Memory, Tradition, and Image Production in Ancient Mesopotamia

Beate Pongratz-Leisten


Just as memory has been conceived of as a passive reservoir where visual data can be stored to be tapped when necessary, so has tradition been looked at as conservative, static, and rigid in nature. Reworking, creativity, and innovations, as reflected in the visual and textual repertoire, however, and the persistence of cultural key metaphors in tradition throughout Mesopotamian history need not to be exclusive. The variations upon received themes reveal that reception and interpretation or reformulation are not separable operations. Rather they are thoroughly interdependent, and the way themes are seen and depicted depends upon and varies with experience and expectations. Developmental psychology and cognitive science have long been calling attention to the fact that the experience of recollection and the recollection of experience are reciprocally engaged, in other words that visual intelligence richly interacts with, and in many cases precedes and drives, rational and emotional intelligence. Vision is not merely a matter of passive perception, it is an intelligent process of active recollection and construction.  What follows then is that any imagery created as a pictorial construction steeped in the stream of tradition had to pass the scrutiny of the beholder’s visual intelligence before they can address his or her emotional and rational intelligence. It is this combination of representation by means of acquired schemes and formulas meeting the expectations of the beholder and Bildmagie blurring the boundaries between reality and image and so directly affecting him which will be explored.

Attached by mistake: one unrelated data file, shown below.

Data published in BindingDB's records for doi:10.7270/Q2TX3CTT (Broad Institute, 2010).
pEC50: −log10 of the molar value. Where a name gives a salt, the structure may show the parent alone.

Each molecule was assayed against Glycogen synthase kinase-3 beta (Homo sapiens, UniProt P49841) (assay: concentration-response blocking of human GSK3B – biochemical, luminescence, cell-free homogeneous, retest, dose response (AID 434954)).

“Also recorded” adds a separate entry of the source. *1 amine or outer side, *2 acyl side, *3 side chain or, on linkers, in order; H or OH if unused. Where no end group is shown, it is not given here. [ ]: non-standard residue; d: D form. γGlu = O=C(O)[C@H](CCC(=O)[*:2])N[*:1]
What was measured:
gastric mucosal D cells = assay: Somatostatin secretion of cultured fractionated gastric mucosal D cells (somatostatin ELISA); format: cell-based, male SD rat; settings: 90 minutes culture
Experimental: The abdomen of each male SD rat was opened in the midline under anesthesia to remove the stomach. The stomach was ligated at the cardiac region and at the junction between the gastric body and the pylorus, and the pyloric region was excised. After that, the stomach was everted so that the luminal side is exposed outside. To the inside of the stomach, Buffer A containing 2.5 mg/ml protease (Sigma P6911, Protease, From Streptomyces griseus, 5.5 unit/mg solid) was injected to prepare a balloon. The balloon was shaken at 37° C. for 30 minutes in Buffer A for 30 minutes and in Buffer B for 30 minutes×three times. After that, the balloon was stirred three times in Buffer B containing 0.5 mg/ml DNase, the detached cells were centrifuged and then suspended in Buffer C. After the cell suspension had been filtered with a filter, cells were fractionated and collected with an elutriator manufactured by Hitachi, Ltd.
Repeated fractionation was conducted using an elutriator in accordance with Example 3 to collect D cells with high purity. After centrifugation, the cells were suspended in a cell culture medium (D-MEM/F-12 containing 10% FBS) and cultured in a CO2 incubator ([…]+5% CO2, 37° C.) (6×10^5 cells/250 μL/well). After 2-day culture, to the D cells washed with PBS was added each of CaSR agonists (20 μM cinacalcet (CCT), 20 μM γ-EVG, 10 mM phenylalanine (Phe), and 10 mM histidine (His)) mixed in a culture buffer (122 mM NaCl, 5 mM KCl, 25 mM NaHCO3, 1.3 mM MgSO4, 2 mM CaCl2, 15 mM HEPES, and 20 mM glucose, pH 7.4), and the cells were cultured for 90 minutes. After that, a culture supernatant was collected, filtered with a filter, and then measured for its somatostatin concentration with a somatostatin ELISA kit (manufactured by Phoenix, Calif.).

Beate Pongratz-Leisten is Professor of Ancient Near Eastern Studies at ISAW. She was trained as a translator and interpreter of French and Spanish at the École Supérieure d'Interprètes et de Traducteurs, Paris, and the University of Mainz. In 1983 she embarked on a second career in ancient Near Eastern Studies, Egyptology, and Religious Studies at Tübingen University and Harvard University. She received her doctorate and habilitation from Tübingen University. Before joining the faculty of ISAW she taught at Tübingen University and Freiburg University in Germany, as well as at Princeton, Yale, the University of Pennsylvania, and Princeton Theological Seminary. Her research interests include political, intellectual and religious history of the ancient Near East, materialities of culture, literature, formation of textual communities, transmission of cultural memory, ritual performance and ritual texts.

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